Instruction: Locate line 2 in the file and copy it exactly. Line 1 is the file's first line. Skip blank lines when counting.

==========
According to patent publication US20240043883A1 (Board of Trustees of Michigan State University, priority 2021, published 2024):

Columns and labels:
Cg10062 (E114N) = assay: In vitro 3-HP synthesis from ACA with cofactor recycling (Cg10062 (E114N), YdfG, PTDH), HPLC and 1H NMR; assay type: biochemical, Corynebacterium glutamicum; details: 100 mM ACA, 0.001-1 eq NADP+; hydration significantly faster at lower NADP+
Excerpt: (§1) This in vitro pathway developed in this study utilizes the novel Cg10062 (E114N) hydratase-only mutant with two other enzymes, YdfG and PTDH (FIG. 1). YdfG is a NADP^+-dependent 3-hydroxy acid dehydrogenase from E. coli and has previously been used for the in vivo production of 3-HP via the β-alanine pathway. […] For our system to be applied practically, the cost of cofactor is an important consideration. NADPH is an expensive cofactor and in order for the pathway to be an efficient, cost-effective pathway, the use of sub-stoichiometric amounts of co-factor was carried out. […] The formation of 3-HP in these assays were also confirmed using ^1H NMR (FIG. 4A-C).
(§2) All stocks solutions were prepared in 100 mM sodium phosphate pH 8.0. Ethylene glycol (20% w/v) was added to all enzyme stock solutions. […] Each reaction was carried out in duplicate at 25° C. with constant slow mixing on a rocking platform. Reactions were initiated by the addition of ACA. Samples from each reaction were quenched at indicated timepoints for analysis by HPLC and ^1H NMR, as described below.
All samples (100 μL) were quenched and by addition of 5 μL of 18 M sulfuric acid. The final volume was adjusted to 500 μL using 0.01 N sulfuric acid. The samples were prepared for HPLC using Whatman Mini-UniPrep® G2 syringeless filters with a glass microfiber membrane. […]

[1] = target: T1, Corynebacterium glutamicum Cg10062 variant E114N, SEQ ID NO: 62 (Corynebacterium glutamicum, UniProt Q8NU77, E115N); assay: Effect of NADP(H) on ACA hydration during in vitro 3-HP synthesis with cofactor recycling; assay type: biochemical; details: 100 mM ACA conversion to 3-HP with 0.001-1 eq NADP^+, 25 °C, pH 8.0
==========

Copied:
Columns and labels: